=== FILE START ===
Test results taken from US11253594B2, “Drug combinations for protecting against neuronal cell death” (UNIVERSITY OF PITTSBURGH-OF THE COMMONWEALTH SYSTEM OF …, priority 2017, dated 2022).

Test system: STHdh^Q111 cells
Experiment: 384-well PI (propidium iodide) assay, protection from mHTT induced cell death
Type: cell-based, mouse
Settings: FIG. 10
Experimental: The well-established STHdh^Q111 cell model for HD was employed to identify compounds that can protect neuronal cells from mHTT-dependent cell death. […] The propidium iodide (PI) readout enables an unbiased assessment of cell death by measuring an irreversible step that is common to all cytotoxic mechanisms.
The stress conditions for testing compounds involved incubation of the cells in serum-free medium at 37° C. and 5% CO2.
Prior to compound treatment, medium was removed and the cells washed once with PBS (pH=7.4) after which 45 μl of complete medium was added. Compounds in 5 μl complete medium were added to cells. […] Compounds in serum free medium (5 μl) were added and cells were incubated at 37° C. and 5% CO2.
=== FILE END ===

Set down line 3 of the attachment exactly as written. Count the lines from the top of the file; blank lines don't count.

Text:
Experiment: 384-well PI (propidium iodide) assay, protection from mHTT induced cell death